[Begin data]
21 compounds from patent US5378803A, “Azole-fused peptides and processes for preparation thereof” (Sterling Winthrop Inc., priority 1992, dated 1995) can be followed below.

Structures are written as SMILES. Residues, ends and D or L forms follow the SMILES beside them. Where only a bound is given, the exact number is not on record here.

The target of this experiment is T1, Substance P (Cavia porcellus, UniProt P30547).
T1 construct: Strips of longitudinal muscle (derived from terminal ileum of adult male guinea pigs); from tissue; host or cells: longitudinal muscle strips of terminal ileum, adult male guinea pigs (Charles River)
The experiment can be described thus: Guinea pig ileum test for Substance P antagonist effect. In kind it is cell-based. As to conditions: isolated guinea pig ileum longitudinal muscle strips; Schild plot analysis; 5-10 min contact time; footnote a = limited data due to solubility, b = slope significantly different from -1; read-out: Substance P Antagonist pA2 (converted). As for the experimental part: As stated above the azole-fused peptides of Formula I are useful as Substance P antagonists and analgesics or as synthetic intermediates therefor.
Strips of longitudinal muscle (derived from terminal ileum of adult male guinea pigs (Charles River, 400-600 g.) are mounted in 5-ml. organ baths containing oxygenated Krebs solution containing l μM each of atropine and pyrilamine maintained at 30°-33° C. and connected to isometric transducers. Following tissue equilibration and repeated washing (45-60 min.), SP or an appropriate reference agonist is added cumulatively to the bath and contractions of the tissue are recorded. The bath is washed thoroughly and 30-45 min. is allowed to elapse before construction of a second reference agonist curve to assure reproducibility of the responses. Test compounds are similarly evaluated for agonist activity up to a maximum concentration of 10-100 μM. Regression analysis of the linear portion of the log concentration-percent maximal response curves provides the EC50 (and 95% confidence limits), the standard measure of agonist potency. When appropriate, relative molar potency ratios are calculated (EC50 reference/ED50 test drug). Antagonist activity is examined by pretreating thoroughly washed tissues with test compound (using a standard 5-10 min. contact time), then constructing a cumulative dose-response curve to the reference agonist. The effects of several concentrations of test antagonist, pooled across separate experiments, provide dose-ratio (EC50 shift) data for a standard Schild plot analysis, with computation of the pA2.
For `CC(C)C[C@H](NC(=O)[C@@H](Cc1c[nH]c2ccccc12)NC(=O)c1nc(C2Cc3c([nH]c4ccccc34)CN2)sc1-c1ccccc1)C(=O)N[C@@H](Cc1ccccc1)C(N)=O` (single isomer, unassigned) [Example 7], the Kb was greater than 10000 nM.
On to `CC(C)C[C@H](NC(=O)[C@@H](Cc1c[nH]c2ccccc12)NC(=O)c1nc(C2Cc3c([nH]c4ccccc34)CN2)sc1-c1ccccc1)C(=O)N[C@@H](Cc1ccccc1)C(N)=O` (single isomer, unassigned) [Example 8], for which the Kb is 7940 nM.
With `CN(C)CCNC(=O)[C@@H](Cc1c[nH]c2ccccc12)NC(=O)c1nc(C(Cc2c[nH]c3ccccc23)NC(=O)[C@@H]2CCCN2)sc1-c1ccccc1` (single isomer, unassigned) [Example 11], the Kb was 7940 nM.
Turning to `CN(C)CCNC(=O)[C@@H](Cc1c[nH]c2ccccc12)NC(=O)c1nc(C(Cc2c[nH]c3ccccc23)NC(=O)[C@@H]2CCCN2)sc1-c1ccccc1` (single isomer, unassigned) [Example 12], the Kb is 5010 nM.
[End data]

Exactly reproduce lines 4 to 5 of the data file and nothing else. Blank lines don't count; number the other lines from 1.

T1 construct: Strips of longitudinal muscle (derived from terminal ileum of adult male guinea pigs); from tissue; host or cells: longitudinal muscle strips of terminal ileum, adult male guinea pigs (Charles River)
The experiment can be described thus: Guinea pig ileum test for Substance P antagonist effect. In kind it is cell-based. As to conditions: isolated guinea pig ileum longitudinal muscle strips; Schild plot analysis; 5-10 min contact time; footnote a = limited data due to solubility, b = slope significantly different from -1; read-out: Substance P Antagonist pA2 (converted). As for the experimental part: As stated above the azole-fused peptides of Formula I are useful as Substance P antagonists and analgesics or as synthetic intermediates therefor.